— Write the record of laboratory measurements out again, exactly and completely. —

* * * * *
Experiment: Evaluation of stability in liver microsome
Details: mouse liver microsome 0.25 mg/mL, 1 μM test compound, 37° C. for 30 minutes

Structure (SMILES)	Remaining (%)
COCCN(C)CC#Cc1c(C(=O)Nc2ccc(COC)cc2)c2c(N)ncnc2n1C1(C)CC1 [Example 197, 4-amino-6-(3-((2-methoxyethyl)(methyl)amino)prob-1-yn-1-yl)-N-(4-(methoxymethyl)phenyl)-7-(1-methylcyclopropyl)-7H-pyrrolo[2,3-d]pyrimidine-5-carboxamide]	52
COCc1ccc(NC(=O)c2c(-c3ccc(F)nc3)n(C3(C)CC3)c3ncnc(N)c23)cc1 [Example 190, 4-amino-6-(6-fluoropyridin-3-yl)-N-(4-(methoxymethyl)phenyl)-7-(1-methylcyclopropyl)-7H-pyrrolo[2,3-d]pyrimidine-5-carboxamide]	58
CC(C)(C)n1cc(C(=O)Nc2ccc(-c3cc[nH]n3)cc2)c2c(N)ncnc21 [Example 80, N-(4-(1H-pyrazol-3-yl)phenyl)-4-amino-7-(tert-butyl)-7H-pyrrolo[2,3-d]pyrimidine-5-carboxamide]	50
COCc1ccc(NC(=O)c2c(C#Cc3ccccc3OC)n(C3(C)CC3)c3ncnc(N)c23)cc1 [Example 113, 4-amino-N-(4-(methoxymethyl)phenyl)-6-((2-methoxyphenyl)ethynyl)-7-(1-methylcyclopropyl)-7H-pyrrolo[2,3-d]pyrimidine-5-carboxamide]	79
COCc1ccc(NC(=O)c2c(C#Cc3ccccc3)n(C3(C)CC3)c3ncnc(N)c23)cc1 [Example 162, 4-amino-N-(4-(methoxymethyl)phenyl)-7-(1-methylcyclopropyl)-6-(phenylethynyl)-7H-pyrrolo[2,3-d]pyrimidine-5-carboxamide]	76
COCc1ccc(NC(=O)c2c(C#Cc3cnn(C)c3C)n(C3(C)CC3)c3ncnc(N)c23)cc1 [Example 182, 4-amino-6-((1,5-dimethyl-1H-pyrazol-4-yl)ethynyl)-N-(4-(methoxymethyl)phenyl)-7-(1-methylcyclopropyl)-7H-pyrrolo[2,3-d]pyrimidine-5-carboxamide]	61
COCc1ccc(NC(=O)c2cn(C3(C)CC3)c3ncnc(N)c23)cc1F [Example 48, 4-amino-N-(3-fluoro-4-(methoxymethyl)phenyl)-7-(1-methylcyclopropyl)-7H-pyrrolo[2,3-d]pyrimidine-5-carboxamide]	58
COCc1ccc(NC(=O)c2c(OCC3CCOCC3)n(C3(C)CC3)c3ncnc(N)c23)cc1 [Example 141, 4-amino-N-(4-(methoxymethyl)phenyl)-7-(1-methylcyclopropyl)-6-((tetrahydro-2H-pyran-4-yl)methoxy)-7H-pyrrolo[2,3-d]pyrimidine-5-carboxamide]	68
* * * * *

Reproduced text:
Experiment: Evaluation of stability in liver microsome
Details: mouse liver microsome 0.25 mg/mL, 1 μM test compound, 37° C. for 30 minutes

Structure (SMILES)	Remaining (%)
COCCN(C)CC#Cc1c(C(=O)Nc2ccc(COC)cc2)c2c(N)ncnc2n1C1(C)CC1 [Example 197, 4-amino-6-(3-((2-methoxyethyl)(methyl)amino)prob-1-yn-1-yl)-N-(4-(methoxymethyl)phenyl)-7-(1-methylcyclopropyl)-7H-pyrrolo[2,3-d]pyrimidine-5-carboxamide]	52
COCc1ccc(NC(=O)c2c(-c3ccc(F)nc3)n(C3(C)CC3)c3ncnc(N)c23)cc1 [Example 190, 4-amino-6-(6-fluoropyridin-3-yl)-N-(4-(methoxymethyl)phenyl)-7-(1-methylcyclopropyl)-7H-pyrrolo[2,3-d]pyrimidine-5-carboxamide]	58
CC(C)(C)n1cc(C(=O)Nc2ccc(-c3cc[nH]n3)cc2)c2c(N)ncnc21 [Example 80, N-(4-(1H-pyrazol-3-yl)phenyl)-4-amino-7-(tert-butyl)-7H-pyrrolo[2,3-d]pyrimidine-5-carboxamide]	50
COCc1ccc(NC(=O)c2c(C#Cc3ccccc3OC)n(C3(C)CC3)c3ncnc(N)c23)cc1 [Example 113, 4-amino-N-(4-(methoxymethyl)phenyl)-6-((2-methoxyphenyl)ethynyl)-7-(1-methylcyclopropyl)-7H-pyrrolo[2,3-d]pyrimidine-5-carboxamide]	79
COCc1ccc(NC(=O)c2c(C#Cc3ccccc3)n(C3(C)CC3)c3ncnc(N)c23)cc1 [Example 162, 4-amino-N-(4-(methoxymethyl)phenyl)-7-(1-methylcyclopropyl)-6-(phenylethynyl)-7H-pyrrolo[2,3-d]pyrimidine-5-carboxamide]	76
COCc1ccc(NC(=O)c2c(C#Cc3cnn(C)c3C)n(C3(C)CC3)c3ncnc(N)c23)cc1 [Example 182, 4-amino-6-((1,5-dimethyl-1H-pyrazol-4-yl)ethynyl)-N-(4-(methoxymethyl)phenyl)-7-(1-methylcyclopropyl)-7H-pyrrolo[2,3-d]pyrimidine-5-carboxamide]	61
COCc1ccc(NC(=O)c2cn(C3(C)CC3)c3ncnc(N)c23)cc1F [Example 48, 4-amino-N-(3-fluoro-4-(methoxymethyl)phenyl)-7-(1-methylcyclopropyl)-7H-pyrrolo[2,3-d]pyrimidine-5-carboxamide]	58
COCc1ccc(NC(=O)c2c(OCC3CCOCC3)n(C3(C)CC3)c3ncnc(N)c23)cc1 [Example 141, 4-amino-N-(4-(methoxymethyl)phenyl)-7-(1-methylcyclopropyl)-6-((tetrahydro-2H-pyran-4-yl)methoxy)-7H-pyrrolo[2,3-d]pyrimidine-5-carboxamide]	68